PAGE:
I am sitting cross legged on a rubber mat trying not to watch seven men undressing around me. Considering that a certain part of their anatomy falls in my immediate eye-line, this is not easy.
“….And my voice will just become your unconscious, if that makes any sense?” “Absolutely,” I lie, suddenly snapped back into focus by Annette, who is sitting opposite me wearing a sarong.
I am about to embark on a naked yoga class. London has gone yoga mad, with new strands popping up like spots on a teenage face: hot bikram yoga, yoga-lates, doga; the naked variety seems almost banal in comparison. Sort of.
Feigning nonchalance, I listen to Annette, the teacher, telling me about what I am about to experience. The style of yoga we are going to practice is called the Dynamic Yoga Method, and while nudity is not essential, Annette recommends it because “it honours and expands many of the basic principles of yoga,” and, it encourages aparigraha (acceptance): “one of the fundamental elements of yoga - acceptance of ourselves, exactly as we are, and of others, as well as of what is actually happening, as we practice yoga, and ultimately in the rest of our lives,” she explains. And there I was thinking it was about checking your tits were normal, or even slightly better than average.
She finishes the explanation, casts an empathetic eye over my state of undress (which is none) and suggests I go downstairs to the bathroom to change. I follow her instruction. I remove my clothes and put on my own sarong, which is actually my sister’s scarf. I hope she doesn’t mind. I take a deep breath and venture back up, where now the seven men are positioned in a circle, facing towards Annette at its head. I had been silently aghast when Annette revealed that I would be the only woman in that session, as the two other regulars had pulled out at the last minute. Considering that it’s usually a pretty big deal when I’m in a room with one naked man, this is intimidating. Seven penises. Seven.
I am taken aback by soft red lighting, gentle Indian music and heady smell of incense, reminding me momentarily of a Camden hippy shop. The men sit cross legged, open palms on knees, eyes closed. All but one is naked, and much though I strain my eyes, one-eyed-snakes are disguised by the shadows. No one is looking at me. This may be because of the sense of oneness and focus that Annette had explained earlier. Or it might be because Annette is smoking hot, and all eyes are fixed on her. No wonder the other women stayed away, a bod like that is bound to give other girls an inferiority complex.
I have taken my place between two young-ish and toned men, possibly in their thirties, possibly gay, although it’s hard to tell in this soporific hue, while the others could be in their forties, maybe fifties. As the class begins Annette instructs us to lie on our mats and practice breathing exercises. For what might be hour, but probably about 15 minutes we remain there. Between her lilting northern voice, inviting us to “explore the possibility” of this or that, and the wafting music, I may have drifted off, but am suddenly aware that the others are clambering to their feet.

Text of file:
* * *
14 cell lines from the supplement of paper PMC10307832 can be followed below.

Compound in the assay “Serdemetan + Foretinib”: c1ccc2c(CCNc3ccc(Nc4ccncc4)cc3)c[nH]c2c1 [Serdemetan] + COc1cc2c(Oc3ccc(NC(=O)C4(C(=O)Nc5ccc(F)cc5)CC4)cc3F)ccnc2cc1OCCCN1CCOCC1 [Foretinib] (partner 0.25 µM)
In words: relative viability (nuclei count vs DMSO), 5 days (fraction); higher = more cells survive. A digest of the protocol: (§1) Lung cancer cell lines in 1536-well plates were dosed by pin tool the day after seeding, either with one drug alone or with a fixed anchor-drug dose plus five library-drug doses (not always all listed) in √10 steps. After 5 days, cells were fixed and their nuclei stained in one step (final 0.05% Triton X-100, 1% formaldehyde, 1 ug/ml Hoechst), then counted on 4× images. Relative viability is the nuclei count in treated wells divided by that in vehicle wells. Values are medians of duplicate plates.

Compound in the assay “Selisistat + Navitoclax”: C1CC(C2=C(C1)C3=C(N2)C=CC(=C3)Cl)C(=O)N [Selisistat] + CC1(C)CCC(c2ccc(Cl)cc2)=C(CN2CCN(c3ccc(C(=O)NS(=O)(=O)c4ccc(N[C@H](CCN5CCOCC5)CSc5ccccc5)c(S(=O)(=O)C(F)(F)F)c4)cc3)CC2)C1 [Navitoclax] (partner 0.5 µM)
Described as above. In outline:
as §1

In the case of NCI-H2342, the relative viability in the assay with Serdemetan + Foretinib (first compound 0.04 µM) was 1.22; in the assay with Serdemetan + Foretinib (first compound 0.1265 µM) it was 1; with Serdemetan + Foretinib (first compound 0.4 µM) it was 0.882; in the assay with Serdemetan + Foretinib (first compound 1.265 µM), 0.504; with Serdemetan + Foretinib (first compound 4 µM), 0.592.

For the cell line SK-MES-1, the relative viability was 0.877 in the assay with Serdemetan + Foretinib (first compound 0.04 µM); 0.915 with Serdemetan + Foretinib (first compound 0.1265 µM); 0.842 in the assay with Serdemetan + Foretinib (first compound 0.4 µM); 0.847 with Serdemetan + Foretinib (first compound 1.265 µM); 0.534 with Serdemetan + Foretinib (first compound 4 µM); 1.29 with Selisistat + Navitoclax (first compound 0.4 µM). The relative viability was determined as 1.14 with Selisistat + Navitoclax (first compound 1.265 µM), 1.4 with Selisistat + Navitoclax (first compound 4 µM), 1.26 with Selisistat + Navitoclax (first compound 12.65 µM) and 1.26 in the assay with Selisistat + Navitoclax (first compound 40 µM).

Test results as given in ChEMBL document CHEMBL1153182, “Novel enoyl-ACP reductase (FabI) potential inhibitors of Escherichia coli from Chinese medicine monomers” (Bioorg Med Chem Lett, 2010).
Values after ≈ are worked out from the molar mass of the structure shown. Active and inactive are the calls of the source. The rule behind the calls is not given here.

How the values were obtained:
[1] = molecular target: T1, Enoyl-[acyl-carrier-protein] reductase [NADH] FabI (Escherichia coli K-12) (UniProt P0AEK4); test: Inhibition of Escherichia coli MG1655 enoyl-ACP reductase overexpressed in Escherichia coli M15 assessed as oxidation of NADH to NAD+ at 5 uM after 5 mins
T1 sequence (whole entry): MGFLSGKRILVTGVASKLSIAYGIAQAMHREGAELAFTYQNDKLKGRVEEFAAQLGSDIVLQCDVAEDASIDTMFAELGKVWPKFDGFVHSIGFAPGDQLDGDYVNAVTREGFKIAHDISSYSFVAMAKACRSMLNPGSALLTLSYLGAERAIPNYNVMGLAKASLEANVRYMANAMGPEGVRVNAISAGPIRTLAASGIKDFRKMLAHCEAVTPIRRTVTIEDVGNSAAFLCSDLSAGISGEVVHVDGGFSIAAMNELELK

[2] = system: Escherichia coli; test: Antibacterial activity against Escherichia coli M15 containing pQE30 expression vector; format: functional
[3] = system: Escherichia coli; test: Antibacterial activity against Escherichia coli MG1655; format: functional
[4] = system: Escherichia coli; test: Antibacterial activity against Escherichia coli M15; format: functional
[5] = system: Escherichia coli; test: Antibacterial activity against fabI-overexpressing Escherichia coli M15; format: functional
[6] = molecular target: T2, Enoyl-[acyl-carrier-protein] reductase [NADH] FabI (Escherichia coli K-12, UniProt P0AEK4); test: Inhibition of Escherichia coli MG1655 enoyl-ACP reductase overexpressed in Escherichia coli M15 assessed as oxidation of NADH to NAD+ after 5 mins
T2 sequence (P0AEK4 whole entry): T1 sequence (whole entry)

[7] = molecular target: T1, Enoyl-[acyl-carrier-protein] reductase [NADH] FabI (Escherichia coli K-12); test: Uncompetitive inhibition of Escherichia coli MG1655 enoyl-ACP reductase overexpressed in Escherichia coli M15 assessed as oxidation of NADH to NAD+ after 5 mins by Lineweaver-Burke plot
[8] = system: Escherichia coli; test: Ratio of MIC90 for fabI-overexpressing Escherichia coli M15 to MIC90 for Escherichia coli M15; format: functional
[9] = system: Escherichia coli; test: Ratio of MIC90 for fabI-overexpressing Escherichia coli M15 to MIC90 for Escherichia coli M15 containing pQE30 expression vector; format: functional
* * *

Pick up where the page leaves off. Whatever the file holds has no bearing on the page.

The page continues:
I do so reluctantly, crouched over as if I were about to hit my head on a low ceiling. This is the moment of truth. Standing upright in the circle I cannot escape my own, or anyone else’s nudity. My English prudence and liberalness tussle briefly, but the latter wins through and I stand tall, almost defiant. It feels marvellous.
What could have felt like a distortion of a nightmare - that one where you’re naked on a stage in front of all your school mates - feels courageous but at the same time very peaceful. Gradually, Annette builds us up in a routine, adding new elements, from “child pose” (a sort of foetal position with your arms flat ahead of you), to all fours, to “down-dog” (palms and soles of feet flat on the floor with hips in the air), to crouching, to standing with our arms in the air, like an Italian footballer protesting his innocence. With her constant instruction as she circles the room, gently correcting our positions, I suddenly understand what she meant by her voice becoming my unconscious, as I am not thinking, but thinking, and moving and unaware that I am naked but also very aware of my own body. The only distraction comes when I turn to my right and the same time as the guy next to me turns to his left and suddenly I’m aggressively confronted with a dong in my face.
With 15 minutes to go in the class again we lie on the mats, breathing and “accepting”. The temperature has dipped and Annette comes around the room covering us with blankets. Again, I snooze.
Abruptly it is over and, still naked, she bids us a good weekend. We stand up in silence and the men disappear into the shadows to re-dress and head solitarily out into the night. I feel confused, enlightened, fucking chilled out.
A course costs £75 and run as 4 x 1hr45min classes over 4 weeks, sometimes consecutive, sometimes alternating, and is suitable for all levels. Those nervous about nudity are welcome to wear a sarong or something similar until they feel comfortable.
Location: Synchronicity Yoga Studios, Clapham North
Contact: Annette at firstname.lastname@example.org, or visit www.nakedyogalondon.co.uk for more details.